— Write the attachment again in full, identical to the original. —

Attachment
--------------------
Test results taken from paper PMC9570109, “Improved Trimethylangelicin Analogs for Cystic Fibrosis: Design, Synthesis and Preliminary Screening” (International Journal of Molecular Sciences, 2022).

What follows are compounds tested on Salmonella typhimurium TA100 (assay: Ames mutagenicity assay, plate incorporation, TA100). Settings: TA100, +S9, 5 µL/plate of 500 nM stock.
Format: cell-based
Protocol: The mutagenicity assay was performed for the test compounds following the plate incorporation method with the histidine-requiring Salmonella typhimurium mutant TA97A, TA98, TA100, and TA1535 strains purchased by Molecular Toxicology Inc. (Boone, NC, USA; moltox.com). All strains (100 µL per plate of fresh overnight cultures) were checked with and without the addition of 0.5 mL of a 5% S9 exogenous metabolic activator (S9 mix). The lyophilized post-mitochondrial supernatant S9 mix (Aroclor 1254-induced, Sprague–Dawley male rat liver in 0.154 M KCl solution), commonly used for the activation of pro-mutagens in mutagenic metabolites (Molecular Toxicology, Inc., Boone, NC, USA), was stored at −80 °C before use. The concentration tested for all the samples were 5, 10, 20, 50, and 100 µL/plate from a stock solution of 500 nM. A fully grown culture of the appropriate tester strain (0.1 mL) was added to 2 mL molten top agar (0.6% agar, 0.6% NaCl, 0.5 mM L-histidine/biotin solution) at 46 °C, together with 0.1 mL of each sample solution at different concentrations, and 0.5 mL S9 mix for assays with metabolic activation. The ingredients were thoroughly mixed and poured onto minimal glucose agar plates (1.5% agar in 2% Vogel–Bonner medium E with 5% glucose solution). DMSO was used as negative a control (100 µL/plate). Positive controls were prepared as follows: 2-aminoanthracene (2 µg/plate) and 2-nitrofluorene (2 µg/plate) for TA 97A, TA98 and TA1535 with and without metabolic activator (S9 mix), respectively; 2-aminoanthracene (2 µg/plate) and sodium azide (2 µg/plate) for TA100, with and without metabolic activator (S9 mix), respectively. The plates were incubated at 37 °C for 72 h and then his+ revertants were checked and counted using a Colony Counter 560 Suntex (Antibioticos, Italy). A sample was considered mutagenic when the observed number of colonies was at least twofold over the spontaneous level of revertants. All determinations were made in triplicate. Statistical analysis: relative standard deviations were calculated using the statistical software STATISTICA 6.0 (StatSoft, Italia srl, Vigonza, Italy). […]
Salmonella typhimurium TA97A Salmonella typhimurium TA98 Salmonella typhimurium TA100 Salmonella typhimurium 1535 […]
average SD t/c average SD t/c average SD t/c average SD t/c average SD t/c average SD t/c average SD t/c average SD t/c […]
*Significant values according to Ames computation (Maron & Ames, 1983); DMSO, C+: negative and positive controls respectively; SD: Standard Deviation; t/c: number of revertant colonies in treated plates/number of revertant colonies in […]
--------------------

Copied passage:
Test results taken from paper PMC9570109, “Improved Trimethylangelicin Analogs for Cystic Fibrosis: Design, Synthesis and Preliminary Screening” (International Journal of Molecular Sciences, 2022).

What follows are compounds tested on Salmonella typhimurium TA100 (assay: Ames mutagenicity assay, plate incorporation, TA100). Settings: TA100, +S9, 5 µL/plate of 500 nM stock.
Format: cell-based
Protocol: The mutagenicity assay was performed for the test compounds following the plate incorporation method with the histidine-requiring Salmonella typhimurium mutant TA97A, TA98, TA100, and TA1535 strains purchased by Molecular Toxicology Inc. (Boone, NC, USA; moltox.com). All strains (100 µL per plate of fresh overnight cultures) were checked with and without the addition of 0.5 mL of a 5% S9 exogenous metabolic activator (S9 mix). The lyophilized post-mitochondrial supernatant S9 mix (Aroclor 1254-induced, Sprague–Dawley male rat liver in 0.154 M KCl solution), commonly used for the activation of pro-mutagens in mutagenic metabolites (Molecular Toxicology, Inc., Boone, NC, USA), was stored at −80 °C before use. The concentration tested for all the samples were 5, 10, 20, 50, and 100 µL/plate from a stock solution of 500 nM. A fully grown culture of the appropriate tester strain (0.1 mL) was added to 2 mL molten top agar (0.6% agar, 0.6% NaCl, 0.5 mM L-histidine/biotin solution) at 46 °C, together with 0.1 mL of each sample solution at different concentrations, and 0.5 mL S9 mix for assays with metabolic activation. The ingredients were thoroughly mixed and poured onto minimal glucose agar plates (1.5% agar in 2% Vogel–Bonner medium E with 5% glucose solution). DMSO was used as negative a control (100 µL/plate). Positive controls were prepared as follows: 2-aminoanthracene (2 µg/plate) and 2-nitrofluorene (2 µg/plate) for TA 97A, TA98 and TA1535 with and without metabolic activator (S9 mix), respectively; 2-aminoanthracene (2 µg/plate) and sodium azide (2 µg/plate) for TA100, with and without metabolic activator (S9 mix), respectively. The plates were incubated at 37 °C for 72 h and then his+ revertants were checked and counted using a Colony Counter 560 Suntex (Antibioticos, Italy). A sample was considered mutagenic when the observed number of colonies was at least twofold over the spontaneous level of revertants. All determinations were made in triplicate. Statistical analysis: relative standard deviations were calculated using the statistical software STATISTICA 6.0 (StatSoft, Italia srl, Vigonza, Italy). […]
Salmonella typhimurium TA97A Salmonella typhimurium TA98 Salmonella typhimurium TA100 Salmonella typhimurium 1535 […]
average SD t/c average SD t/c average SD t/c average SD t/c average SD t/c average SD t/c average SD t/c average SD t/c […]
*Significant values according to Ames computation (Maron & Ames, 1983); DMSO, C+: negative and positive controls respectively; SD: Standard Deviation; t/c: number of revertant colonies in treated plates/number of revertant colonies in […]